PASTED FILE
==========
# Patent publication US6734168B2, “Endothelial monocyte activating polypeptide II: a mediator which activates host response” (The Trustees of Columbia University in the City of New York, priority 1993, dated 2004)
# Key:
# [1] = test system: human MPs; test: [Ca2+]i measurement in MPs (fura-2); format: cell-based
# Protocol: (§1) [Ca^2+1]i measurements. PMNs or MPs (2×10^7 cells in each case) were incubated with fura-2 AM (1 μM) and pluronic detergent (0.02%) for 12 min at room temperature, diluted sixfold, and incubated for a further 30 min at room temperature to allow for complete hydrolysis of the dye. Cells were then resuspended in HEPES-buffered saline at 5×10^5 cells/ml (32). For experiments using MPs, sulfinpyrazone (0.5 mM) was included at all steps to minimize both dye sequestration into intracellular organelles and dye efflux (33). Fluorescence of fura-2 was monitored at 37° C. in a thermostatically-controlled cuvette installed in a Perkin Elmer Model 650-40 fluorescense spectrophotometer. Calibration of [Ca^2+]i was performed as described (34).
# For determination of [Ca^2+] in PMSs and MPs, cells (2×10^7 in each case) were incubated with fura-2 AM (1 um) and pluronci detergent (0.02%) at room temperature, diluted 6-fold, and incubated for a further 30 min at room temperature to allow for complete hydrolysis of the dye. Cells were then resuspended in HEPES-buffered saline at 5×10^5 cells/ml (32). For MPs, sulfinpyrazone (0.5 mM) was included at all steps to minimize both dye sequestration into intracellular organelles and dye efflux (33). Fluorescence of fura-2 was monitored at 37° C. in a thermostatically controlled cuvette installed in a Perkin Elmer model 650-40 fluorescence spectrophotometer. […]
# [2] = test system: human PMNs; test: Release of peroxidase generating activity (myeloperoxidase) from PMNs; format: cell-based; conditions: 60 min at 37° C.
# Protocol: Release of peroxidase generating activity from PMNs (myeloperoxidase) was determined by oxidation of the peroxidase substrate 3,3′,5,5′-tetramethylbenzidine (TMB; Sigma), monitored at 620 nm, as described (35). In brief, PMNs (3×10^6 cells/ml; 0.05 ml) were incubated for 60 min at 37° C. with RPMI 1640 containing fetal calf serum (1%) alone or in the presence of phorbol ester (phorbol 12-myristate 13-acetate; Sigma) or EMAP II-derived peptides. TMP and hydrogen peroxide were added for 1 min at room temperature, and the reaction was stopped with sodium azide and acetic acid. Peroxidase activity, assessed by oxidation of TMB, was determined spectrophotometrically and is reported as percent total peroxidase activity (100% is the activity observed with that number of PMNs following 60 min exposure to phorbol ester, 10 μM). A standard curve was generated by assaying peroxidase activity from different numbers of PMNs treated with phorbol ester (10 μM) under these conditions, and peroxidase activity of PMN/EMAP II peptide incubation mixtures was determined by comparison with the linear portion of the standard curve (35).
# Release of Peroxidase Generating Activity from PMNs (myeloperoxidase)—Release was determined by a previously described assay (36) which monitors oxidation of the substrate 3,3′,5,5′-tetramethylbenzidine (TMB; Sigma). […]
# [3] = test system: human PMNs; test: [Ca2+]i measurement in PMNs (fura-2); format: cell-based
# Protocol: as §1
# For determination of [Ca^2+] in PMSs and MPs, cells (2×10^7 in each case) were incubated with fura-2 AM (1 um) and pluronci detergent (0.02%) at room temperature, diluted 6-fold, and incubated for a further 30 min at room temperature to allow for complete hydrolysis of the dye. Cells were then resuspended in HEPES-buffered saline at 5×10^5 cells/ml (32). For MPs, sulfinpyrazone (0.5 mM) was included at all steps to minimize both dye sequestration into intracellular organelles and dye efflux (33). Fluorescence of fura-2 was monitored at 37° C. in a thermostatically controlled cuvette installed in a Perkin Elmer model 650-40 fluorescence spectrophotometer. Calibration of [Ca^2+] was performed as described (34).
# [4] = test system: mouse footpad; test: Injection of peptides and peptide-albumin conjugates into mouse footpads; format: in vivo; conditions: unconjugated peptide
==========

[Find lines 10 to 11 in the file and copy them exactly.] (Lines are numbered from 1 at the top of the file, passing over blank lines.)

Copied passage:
# Protocol: as §1
# For determination of [Ca^2+] in PMSs and MPs, cells (2×10^7 in each case) were incubated with fura-2 AM (1 um) and pluronci detergent (0.02%) at room temperature, diluted 6-fold, and incubated for a further 30 min at room temperature to allow for complete hydrolysis of the dye. Cells were then resuspended in HEPES-buffered saline at 5×10^5 cells/ml (32). For MPs, sulfinpyrazone (0.5 mM) was included at all steps to minimize both dye sequestration into intracellular organelles and dye efflux (33). Fluorescence of fura-2 was monitored at 37° C. in a thermostatically controlled cuvette installed in a Perkin Elmer model 650-40 fluorescence spectrophotometer. Calibration of [Ca^2+] was performed as described (34).